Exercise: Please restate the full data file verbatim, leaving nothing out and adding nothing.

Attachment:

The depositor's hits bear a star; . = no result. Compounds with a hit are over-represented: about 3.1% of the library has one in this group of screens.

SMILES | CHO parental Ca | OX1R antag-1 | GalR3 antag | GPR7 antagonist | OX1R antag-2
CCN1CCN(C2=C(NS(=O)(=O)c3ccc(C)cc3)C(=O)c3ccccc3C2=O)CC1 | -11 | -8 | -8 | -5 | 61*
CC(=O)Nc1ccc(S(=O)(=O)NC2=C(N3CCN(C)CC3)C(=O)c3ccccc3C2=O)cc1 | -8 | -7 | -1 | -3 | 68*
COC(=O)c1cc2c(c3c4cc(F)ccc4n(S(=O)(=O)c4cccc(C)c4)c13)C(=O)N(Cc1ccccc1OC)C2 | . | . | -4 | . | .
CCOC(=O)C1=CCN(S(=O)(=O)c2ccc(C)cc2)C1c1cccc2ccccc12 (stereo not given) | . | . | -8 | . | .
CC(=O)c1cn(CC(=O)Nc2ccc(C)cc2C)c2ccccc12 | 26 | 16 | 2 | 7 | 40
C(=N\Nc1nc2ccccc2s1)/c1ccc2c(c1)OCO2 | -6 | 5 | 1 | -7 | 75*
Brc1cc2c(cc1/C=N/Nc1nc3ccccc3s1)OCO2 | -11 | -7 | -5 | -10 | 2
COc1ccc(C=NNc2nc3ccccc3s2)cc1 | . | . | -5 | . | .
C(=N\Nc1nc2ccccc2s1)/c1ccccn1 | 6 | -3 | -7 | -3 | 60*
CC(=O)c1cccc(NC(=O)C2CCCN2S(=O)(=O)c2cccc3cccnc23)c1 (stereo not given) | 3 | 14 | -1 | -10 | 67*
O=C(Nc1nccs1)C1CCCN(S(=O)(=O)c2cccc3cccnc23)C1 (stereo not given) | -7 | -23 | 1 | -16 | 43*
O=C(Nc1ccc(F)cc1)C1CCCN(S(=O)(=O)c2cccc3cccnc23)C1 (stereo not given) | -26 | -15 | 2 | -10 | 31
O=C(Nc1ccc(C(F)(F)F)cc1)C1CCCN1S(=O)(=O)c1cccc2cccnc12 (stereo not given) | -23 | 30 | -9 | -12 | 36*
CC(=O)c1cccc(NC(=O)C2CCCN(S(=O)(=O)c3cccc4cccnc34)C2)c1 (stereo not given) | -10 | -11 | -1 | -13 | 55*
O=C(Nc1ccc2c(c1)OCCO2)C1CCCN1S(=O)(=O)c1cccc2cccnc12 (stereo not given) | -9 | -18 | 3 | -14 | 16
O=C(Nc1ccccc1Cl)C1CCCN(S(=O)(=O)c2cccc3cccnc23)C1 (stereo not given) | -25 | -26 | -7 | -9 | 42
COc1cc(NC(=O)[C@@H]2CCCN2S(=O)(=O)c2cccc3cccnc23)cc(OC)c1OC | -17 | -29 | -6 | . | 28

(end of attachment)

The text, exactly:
The depositor's hits bear a star; . = no result. Compounds with a hit are over-represented: about 3.1% of the library has one in this group of screens.

SMILES | CHO parental Ca | OX1R antag-1 | GalR3 antag | GPR7 antagonist | OX1R antag-2
CCN1CCN(C2=C(NS(=O)(=O)c3ccc(C)cc3)C(=O)c3ccccc3C2=O)CC1 | -11 | -8 | -8 | -5 | 61*
CC(=O)Nc1ccc(S(=O)(=O)NC2=C(N3CCN(C)CC3)C(=O)c3ccccc3C2=O)cc1 | -8 | -7 | -1 | -3 | 68*
COC(=O)c1cc2c(c3c4cc(F)ccc4n(S(=O)(=O)c4cccc(C)c4)c13)C(=O)N(Cc1ccccc1OC)C2 | . | . | -4 | . | .
CCOC(=O)C1=CCN(S(=O)(=O)c2ccc(C)cc2)C1c1cccc2ccccc12 (stereo not given) | . | . | -8 | . | .
CC(=O)c1cn(CC(=O)Nc2ccc(C)cc2C)c2ccccc12 | 26 | 16 | 2 | 7 | 40
C(=N\Nc1nc2ccccc2s1)/c1ccc2c(c1)OCO2 | -6 | 5 | 1 | -7 | 75*
Brc1cc2c(cc1/C=N/Nc1nc3ccccc3s1)OCO2 | -11 | -7 | -5 | -10 | 2
COc1ccc(C=NNc2nc3ccccc3s2)cc1 | . | . | -5 | . | .
C(=N\Nc1nc2ccccc2s1)/c1ccccn1 | 6 | -3 | -7 | -3 | 60*
CC(=O)c1cccc(NC(=O)C2CCCN2S(=O)(=O)c2cccc3cccnc23)c1 (stereo not given) | 3 | 14 | -1 | -10 | 67*
O=C(Nc1nccs1)C1CCCN(S(=O)(=O)c2cccc3cccnc23)C1 (stereo not given) | -7 | -23 | 1 | -16 | 43*
O=C(Nc1ccc(F)cc1)C1CCCN(S(=O)(=O)c2cccc3cccnc23)C1 (stereo not given) | -26 | -15 | 2 | -10 | 31
O=C(Nc1ccc(C(F)(F)F)cc1)C1CCCN1S(=O)(=O)c1cccc2cccnc12 (stereo not given) | -23 | 30 | -9 | -12 | 36*
CC(=O)c1cccc(NC(=O)C2CCCN(S(=O)(=O)c3cccc4cccnc34)C2)c1 (stereo not given) | -10 | -11 | -1 | -13 | 55*
O=C(Nc1ccc2c(c1)OCCO2)C1CCCN1S(=O)(=O)c1cccc2cccnc12 (stereo not given) | -9 | -18 | 3 | -14 | 16
O=C(Nc1ccccc1Cl)C1CCCN(S(=O)(=O)c2cccc3cccnc23)C1 (stereo not given) | -25 | -26 | -7 | -9 | 42
COc1cc(NC(=O)[C@@H]2CCCN2S(=O)(=O)c2cccc3cccnc23)cc(OC)c1OC | -17 | -29 | -6 | . | 28